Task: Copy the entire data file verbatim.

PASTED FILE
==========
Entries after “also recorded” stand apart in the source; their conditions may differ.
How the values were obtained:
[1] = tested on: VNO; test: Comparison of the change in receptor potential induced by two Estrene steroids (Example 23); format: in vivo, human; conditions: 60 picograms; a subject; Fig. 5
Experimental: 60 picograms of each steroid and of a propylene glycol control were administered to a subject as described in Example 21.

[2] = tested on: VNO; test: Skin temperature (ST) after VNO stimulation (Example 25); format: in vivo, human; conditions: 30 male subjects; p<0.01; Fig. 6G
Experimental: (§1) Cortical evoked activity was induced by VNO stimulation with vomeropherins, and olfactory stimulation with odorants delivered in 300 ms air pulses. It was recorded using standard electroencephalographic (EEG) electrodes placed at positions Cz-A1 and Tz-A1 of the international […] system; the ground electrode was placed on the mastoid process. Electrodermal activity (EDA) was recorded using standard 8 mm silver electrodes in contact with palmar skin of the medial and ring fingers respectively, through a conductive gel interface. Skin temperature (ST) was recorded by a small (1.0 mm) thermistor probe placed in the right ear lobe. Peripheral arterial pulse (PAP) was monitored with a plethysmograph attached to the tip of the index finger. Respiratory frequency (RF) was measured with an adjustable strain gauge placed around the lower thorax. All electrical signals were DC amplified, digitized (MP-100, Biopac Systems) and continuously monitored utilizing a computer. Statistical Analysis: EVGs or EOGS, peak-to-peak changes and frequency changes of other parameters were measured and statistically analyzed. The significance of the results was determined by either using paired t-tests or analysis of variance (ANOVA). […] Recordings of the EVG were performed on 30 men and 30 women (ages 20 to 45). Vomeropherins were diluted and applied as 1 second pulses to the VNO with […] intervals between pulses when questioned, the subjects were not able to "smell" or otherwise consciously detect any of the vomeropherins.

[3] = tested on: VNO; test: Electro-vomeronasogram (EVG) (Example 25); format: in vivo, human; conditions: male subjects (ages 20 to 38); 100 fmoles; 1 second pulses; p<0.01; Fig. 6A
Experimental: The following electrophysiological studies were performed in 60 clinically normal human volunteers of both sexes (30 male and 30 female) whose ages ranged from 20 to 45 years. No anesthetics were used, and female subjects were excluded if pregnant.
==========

Entries after “also recorded” stand apart in the source; their conditions may differ.
How the values were obtained:
[1] = tested on: VNO; test: Comparison of the change in receptor potential induced by two Estrene steroids (Example 23); format: in vivo, human; conditions: 60 picograms; a subject; Fig. 5
Experimental: 60 picograms of each steroid and of a propylene glycol control were administered to a subject as described in Example 21.

[2] = tested on: VNO; test: Skin temperature (ST) after VNO stimulation (Example 25); format: in vivo, human; conditions: 30 male subjects; p<0.01; Fig. 6G
Experimental: (§1) Cortical evoked activity was induced by VNO stimulation with vomeropherins, and olfactory stimulation with odorants delivered in 300 ms air pulses. It was recorded using standard electroencephalographic (EEG) electrodes placed at positions Cz-A1 and Tz-A1 of the international […] system; the ground electrode was placed on the mastoid process. Electrodermal activity (EDA) was recorded using standard 8 mm silver electrodes in contact with palmar skin of the medial and ring fingers respectively, through a conductive gel interface. Skin temperature (ST) was recorded by a small (1.0 mm) thermistor probe placed in the right ear lobe. Peripheral arterial pulse (PAP) was monitored with a plethysmograph attached to the tip of the index finger. Respiratory frequency (RF) was measured with an adjustable strain gauge placed around the lower thorax. All electrical signals were DC amplified, digitized (MP-100, Biopac Systems) and continuously monitored utilizing a computer. Statistical Analysis: EVGs or EOGS, peak-to-peak changes and frequency changes of other parameters were measured and statistically analyzed. The significance of the results was determined by either using paired t-tests or analysis of variance (ANOVA). […] Recordings of the EVG were performed on 30 men and 30 women (ages 20 to 45). Vomeropherins were diluted and applied as 1 second pulses to the VNO with […] intervals between pulses when questioned, the subjects were not able to "smell" or otherwise consciously detect any of the vomeropherins.

[3] = tested on: VNO; test: Electro-vomeronasogram (EVG) (Example 25); format: in vivo, human; conditions: male subjects (ages 20 to 38); 100 fmoles; 1 second pulses; p<0.01; Fig. 6A
Experimental: The following electrophysiological studies were performed in 60 clinically normal human volunteers of both sexes (30 male and 30 female) whose ages ranged from 20 to 45 years. No anesthetics were used, and female subjects were excluded if pregnant.